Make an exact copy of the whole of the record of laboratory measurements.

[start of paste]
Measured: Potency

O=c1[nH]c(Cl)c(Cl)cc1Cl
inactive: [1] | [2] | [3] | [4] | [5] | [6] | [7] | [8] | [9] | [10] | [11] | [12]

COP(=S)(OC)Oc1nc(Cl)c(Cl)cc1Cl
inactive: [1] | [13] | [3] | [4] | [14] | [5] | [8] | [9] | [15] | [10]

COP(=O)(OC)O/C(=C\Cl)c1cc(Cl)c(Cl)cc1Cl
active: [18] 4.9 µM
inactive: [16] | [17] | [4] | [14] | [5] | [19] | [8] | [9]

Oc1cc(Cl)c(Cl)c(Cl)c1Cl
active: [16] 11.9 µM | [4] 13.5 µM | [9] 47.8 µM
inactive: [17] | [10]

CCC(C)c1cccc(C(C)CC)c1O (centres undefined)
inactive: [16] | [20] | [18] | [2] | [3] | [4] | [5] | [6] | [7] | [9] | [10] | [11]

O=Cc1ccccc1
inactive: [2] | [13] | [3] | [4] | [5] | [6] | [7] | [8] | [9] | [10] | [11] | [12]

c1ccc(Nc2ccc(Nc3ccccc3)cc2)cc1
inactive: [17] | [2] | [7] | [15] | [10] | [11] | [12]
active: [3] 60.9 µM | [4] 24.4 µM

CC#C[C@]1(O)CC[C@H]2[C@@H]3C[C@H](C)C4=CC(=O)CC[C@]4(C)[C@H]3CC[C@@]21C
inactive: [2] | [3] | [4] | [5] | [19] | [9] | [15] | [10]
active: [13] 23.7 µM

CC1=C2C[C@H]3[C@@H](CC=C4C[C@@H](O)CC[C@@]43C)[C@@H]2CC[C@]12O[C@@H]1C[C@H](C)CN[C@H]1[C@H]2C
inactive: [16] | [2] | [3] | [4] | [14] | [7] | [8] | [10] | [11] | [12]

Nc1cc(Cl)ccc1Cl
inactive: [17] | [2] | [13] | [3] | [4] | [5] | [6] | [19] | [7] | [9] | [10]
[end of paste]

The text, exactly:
Measured: Potency

O=c1[nH]c(Cl)c(Cl)cc1Cl
inactive: [1] | [2] | [3] | [4] | [5] | [6] | [7] | [8] | [9] | [10] | [11] | [12]

COP(=S)(OC)Oc1nc(Cl)c(Cl)cc1Cl
inactive: [1] | [13] | [3] | [4] | [14] | [5] | [8] | [9] | [15] | [10]

COP(=O)(OC)O/C(=C\Cl)c1cc(Cl)c(Cl)cc1Cl
active: [18] 4.9 µM
inactive: [16] | [17] | [4] | [14] | [5] | [19] | [8] | [9]

Oc1cc(Cl)c(Cl)c(Cl)c1Cl
active: [16] 11.9 µM | [4] 13.5 µM | [9] 47.8 µM
inactive: [17] | [10]

CCC(C)c1cccc(C(C)CC)c1O (centres undefined)
inactive: [16] | [20] | [18] | [2] | [3] | [4] | [5] | [6] | [7] | [9] | [10] | [11]

O=Cc1ccccc1
inactive: [2] | [13] | [3] | [4] | [5] | [6] | [7] | [8] | [9] | [10] | [11] | [12]

c1ccc(Nc2ccc(Nc3ccccc3)cc2)cc1
inactive: [17] | [2] | [7] | [15] | [10] | [11] | [12]
active: [3] 60.9 µM | [4] 24.4 µM

CC#C[C@]1(O)CC[C@H]2[C@@H]3C[C@H](C)C4=CC(=O)CC[C@]4(C)[C@H]3CC[C@@]21C
inactive: [2] | [3] | [4] | [5] | [19] | [9] | [15] | [10]
active: [13] 23.7 µM

CC1=C2C[C@H]3[C@@H](CC=C4C[C@@H](O)CC[C@@]43C)[C@@H]2CC[C@]12O[C@@H]1C[C@H](C)CN[C@H]1[C@H]2C
inactive: [16] | [2] | [3] | [4] | [14] | [7] | [8] | [10] | [11] | [12]

Nc1cc(Cl)ccc1Cl
inactive: [17] | [2] | [13] | [3] | [4] | [5] | [6] | [19] | [7] | [9] | [10]